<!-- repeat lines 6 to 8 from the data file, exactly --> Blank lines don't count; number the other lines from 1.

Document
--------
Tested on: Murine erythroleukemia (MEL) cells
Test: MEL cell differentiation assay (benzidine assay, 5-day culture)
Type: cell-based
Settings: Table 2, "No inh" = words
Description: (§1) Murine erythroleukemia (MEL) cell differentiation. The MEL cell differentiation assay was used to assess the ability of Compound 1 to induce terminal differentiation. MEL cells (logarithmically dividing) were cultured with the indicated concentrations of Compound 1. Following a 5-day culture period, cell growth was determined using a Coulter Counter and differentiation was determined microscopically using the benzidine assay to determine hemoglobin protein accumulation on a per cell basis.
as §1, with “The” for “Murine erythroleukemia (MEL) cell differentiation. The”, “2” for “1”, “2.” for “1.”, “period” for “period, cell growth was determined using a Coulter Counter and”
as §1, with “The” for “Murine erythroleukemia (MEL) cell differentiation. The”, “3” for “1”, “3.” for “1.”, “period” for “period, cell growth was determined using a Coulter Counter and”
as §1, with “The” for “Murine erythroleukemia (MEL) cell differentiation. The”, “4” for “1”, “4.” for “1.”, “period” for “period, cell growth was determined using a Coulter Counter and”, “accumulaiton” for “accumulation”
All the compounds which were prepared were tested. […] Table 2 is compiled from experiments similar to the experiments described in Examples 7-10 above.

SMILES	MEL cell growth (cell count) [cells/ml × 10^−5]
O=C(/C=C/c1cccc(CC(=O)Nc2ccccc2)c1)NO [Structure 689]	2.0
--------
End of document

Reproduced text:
as §1, with “The” for “Murine erythroleukemia (MEL) cell differentiation. The”, “2” for “1”, “2.” for “1.”, “period” for “period, cell growth was determined using a Coulter Counter and”
as §1, with “The” for “Murine erythroleukemia (MEL) cell differentiation. The”, “3” for “1”, “3.” for “1.”, “period” for “period, cell growth was determined using a Coulter Counter and”
as §1, with “The” for “Murine erythroleukemia (MEL) cell differentiation. The”, “4” for “1”, “4.” for “1.”, “period” for “period, cell growth was determined using a Coulter Counter and”, “accumulaiton” for “accumulation”